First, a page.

So, where do we go from here? Is this just a small problem easily fixed by a little more communication between players and the tournament referee?

In a word; no. As Rafa and Murray walked back into the locker room, they were eavesdropped on by an unnoticed Pam Shriver craning her neck to listen in as Rafa muttered angrily to Murray. She said that Rafa was talking animatedly about the need for the players to unite together and meet more often both at and outside of slams to discuss and solve the issues in professional tennis.

And Rafa is right. There are a lot more problems in tennis than this one incident. For example, the issues of the mass slowing down of courts (though, somehow I think Rafa may be less willing to discuss that), the length of the season, the mandatory events, the crazy scheduling at events like here at the US Open which have all led to players bodies essentially falling apart time after time. And that is still only scratching at the surface of all the problems in professional tennis.

The ESPN crew backed this up, with Patrick McEnroe branding this a “potential watershed moment” for tennis, calling for the players to band together and make real change. John McEnroe spoke impressively about the history of the ATP and his own involvement in shaping what we see today, and it’s clear that he wants and expects the baton and impetus for change to be passed onto the Nadal and Federer generation. And this certainly involves the WTA too. We all saw Serena hilariously but tellingly backing Rafa on twitter. These problems affect professional tennis as a whole.

A couple of days ago, Andy Murray attempted to call out the “tennis authorities” on twitter after a record 18 withdrawals at the US Open this year. The problem is that the players are and should be the authorities of their sport. The only people with both the power and impetus to force through vital changes needed to benefit the players and the sport as a whole are the players themselves. So let’s hope that Rafa and co. do step up to the plate… for their own sakes.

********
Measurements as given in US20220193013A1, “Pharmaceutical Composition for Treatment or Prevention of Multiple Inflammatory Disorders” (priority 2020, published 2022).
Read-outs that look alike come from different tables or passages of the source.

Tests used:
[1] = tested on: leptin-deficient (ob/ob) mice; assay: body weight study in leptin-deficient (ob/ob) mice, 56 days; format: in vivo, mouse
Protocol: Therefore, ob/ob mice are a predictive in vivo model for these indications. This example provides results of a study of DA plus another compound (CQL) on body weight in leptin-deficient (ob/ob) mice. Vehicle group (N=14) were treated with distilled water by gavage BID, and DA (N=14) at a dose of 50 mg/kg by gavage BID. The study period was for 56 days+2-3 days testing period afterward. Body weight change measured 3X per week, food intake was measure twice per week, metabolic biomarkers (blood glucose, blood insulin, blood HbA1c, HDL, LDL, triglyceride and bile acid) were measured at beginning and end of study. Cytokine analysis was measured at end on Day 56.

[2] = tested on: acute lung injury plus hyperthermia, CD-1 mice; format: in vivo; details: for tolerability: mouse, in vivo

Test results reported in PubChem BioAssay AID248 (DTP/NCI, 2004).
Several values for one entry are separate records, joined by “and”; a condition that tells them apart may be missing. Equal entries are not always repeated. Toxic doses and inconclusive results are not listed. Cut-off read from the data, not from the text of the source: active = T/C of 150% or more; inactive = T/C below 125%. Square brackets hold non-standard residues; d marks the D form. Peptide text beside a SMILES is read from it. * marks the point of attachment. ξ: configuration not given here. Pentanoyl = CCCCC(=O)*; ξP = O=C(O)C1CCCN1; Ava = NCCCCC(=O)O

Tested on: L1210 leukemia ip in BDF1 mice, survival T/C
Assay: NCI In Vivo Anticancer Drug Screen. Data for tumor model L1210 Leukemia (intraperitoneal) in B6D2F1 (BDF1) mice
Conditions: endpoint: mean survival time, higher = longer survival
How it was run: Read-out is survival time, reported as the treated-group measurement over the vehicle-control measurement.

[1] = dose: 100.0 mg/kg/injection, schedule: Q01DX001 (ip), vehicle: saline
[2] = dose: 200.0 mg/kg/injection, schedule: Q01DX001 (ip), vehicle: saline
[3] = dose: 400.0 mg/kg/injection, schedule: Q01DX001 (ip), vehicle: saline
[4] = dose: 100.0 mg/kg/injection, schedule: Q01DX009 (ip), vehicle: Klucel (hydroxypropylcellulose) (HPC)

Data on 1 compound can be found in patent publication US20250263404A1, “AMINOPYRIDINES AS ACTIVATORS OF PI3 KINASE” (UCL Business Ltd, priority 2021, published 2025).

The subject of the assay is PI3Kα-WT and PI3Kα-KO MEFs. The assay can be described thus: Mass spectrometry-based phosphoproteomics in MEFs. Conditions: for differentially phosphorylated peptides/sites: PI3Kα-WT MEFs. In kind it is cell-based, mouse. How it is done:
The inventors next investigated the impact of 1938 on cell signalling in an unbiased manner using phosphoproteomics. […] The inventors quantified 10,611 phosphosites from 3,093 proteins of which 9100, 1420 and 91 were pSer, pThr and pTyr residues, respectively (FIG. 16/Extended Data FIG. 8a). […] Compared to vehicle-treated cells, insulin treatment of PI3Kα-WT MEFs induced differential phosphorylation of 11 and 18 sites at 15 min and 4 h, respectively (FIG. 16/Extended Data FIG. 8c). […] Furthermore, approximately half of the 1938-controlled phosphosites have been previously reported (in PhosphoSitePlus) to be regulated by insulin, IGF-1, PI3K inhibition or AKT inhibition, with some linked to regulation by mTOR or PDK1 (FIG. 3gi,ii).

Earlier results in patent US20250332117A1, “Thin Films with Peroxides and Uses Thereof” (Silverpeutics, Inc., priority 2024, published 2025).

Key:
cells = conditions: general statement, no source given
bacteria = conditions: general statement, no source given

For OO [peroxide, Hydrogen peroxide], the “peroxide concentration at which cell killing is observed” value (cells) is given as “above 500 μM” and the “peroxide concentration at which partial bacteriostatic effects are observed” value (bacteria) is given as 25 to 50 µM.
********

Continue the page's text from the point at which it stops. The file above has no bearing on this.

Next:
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One Response to Players Clash With The USTA; What To Take From It.

  1. Ahmed September 8, 2011 at 8:40 am

    Great piece, Tumaini. The feeling that the US Open is turning into a shambles is gathering pace and if the likes of Nadal, Roddick, and Murray throw their weight into the issues then the organisers ought to take note. Your point is valid that “the players are and should be the authorities”. Players are being turned into pawn pieces for the simple reason of TV ratings and commercialisation by the organisers and the networks. Do the organisers care, I doubt it very much. They’d rather crack on regardless of any concerns. Will anything change? Maybe. Maybe not.

    The (many) problems are engrained deeply within the sport it’s almost impossible to see where to begin, but if we can take one thing away from all the problems there are then perhaps this will get the ball rolling.